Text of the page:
The team looks for the child's most successful way of communicating. They also identify alternative ways of communicating that did not work, such as a switch with voice output, and suggest why it was not useful for the child. Perhaps the device broke easily and repairs were too costly and inconvenient. One child had a battery operated device, but the messages were too close together and the buttons required too much pressure for the child to activate easily. The team needs then to match the child's needs and messages to other possible devices. Sometimes the child simply needs a way to express more complex messages.

The page which many people, myself included, may read first is the Summary of Communication. Here the team sums up the previous pages to complete four statements. (1) The child's most consistent means of expression, (2) the topics of most interest and thus most motivating, (3) alternative communication preferences, and (4) the biggest communication need in class, academically and/or socially.

The section on the final page, labeled ESPECIALLY FOR PARENTS, asks four questions: (1) What communication behavior would you like help in stopping? (2) What skill would you most like your child to have, (3) What else would you like us to know about your child? (4) What is your greatest hope for your child in school this year? Parents find these open-ended questions an opportunity to fill in important information about their children's communication and their uniqueness which the instrument may have missed. Projecting hopes and dreams is the best way to design a fulfilling, truly collaborative educational program for the children and the team. With these brief statements of the child and his/her communication, the team is now ready to plan the next steps of instruction.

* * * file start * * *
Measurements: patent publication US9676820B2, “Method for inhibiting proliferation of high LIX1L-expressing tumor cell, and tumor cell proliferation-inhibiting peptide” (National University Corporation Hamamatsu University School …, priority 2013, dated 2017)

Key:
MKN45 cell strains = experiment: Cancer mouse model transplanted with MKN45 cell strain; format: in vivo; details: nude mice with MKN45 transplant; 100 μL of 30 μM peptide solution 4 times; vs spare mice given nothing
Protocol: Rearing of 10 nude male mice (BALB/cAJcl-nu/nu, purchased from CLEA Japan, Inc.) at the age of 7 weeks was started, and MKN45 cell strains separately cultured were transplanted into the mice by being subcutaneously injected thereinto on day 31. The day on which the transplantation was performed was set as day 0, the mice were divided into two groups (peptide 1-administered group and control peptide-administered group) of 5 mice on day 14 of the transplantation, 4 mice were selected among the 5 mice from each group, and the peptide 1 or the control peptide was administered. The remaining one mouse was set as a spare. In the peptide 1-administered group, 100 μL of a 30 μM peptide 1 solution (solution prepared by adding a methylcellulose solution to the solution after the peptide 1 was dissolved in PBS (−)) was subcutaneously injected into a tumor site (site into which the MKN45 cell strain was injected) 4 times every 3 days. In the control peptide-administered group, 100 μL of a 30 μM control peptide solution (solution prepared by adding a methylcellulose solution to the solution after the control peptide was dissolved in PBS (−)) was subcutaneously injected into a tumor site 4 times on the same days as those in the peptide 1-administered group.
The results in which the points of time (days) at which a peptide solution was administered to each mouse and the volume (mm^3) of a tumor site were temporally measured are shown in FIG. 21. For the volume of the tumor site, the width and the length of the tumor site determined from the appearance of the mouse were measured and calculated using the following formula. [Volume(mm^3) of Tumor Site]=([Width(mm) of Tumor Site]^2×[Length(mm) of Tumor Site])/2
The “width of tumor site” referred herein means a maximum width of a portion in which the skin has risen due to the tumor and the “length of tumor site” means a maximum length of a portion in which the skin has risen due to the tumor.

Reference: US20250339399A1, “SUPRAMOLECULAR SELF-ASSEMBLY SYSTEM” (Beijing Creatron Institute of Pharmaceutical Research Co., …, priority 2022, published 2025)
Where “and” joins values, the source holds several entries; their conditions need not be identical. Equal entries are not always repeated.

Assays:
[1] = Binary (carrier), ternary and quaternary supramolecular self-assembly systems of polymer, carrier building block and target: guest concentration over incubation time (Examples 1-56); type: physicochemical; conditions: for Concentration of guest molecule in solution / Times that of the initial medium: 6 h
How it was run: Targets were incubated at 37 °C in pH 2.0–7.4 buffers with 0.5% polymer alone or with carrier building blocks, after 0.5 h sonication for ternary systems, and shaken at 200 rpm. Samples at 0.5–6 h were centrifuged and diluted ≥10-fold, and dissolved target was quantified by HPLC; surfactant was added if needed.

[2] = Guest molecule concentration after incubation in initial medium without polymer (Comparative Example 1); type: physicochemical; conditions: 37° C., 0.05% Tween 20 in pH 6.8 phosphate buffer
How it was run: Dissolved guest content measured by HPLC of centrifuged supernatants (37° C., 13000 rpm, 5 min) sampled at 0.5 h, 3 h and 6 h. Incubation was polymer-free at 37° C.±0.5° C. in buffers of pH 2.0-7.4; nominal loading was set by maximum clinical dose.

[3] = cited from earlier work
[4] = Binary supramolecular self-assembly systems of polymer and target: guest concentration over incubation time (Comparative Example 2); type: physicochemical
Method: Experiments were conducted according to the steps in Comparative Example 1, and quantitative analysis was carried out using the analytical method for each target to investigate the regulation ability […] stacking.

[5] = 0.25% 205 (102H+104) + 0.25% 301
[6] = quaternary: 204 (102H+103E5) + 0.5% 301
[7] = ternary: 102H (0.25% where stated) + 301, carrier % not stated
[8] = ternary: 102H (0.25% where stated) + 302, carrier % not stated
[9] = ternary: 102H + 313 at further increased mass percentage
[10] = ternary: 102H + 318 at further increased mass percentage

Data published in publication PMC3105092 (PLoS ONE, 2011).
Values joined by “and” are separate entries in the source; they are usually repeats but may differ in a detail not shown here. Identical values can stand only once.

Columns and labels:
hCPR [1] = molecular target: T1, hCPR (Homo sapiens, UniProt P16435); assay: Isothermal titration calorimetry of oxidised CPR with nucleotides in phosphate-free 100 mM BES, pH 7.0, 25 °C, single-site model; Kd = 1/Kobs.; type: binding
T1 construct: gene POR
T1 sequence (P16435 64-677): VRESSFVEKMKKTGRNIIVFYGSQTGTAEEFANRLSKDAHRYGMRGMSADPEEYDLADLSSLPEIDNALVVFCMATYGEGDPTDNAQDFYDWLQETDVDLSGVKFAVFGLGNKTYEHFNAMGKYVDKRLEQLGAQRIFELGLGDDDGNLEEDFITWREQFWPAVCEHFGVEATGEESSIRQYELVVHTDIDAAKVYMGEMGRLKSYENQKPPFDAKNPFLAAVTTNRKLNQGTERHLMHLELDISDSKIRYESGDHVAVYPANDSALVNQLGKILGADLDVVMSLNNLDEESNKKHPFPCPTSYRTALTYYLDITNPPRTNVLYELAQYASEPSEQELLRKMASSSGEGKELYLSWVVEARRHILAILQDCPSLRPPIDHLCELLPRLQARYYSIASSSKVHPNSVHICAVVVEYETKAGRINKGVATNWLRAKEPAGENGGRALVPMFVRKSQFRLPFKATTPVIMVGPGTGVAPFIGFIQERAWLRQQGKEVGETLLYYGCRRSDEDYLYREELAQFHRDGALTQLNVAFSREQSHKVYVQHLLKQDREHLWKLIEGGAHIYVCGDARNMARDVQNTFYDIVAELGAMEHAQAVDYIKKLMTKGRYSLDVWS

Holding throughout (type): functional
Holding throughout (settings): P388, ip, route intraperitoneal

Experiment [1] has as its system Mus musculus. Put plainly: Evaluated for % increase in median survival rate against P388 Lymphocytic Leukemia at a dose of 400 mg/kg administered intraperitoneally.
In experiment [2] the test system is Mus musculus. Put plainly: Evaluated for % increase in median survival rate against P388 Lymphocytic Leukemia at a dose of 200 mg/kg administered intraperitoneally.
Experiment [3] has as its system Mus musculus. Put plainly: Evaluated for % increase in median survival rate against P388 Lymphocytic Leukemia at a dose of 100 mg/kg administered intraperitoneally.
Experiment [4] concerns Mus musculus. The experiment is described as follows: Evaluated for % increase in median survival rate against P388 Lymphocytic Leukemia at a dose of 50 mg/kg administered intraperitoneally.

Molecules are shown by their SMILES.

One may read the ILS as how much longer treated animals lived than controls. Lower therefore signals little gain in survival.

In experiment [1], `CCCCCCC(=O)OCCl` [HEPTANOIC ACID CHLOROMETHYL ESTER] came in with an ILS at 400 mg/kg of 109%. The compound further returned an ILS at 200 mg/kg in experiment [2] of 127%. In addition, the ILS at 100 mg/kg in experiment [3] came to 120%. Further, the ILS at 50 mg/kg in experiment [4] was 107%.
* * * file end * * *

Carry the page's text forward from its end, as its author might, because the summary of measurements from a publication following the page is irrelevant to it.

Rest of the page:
For effective collaboration, parents, educators, and speech-language pathologists need opportunities for communication, interaction, and cooperation around the "real stuff" of children's lives. With sensitive and accurate interpretation, they will know what interests them, what special "words" they use, and how they contribute to others. They recognize their feelings. Social graces and cultural differences will be understood. Their laughter and play will be enjoyed, as well as independent initiations and responsibilities in everyday relationships recognized. The empathy the children express will be appreciated by others who will know they are thinking. They will accommodate differences in the children's timing. The number of "bad days" may actually decrease as the children are increasingly understood. Literacy will be developed as a communication tool. Alternative communication opportunities will be used at home and at school. Progress can be measured as the child increasingly communicates in their natural environment at home and at school.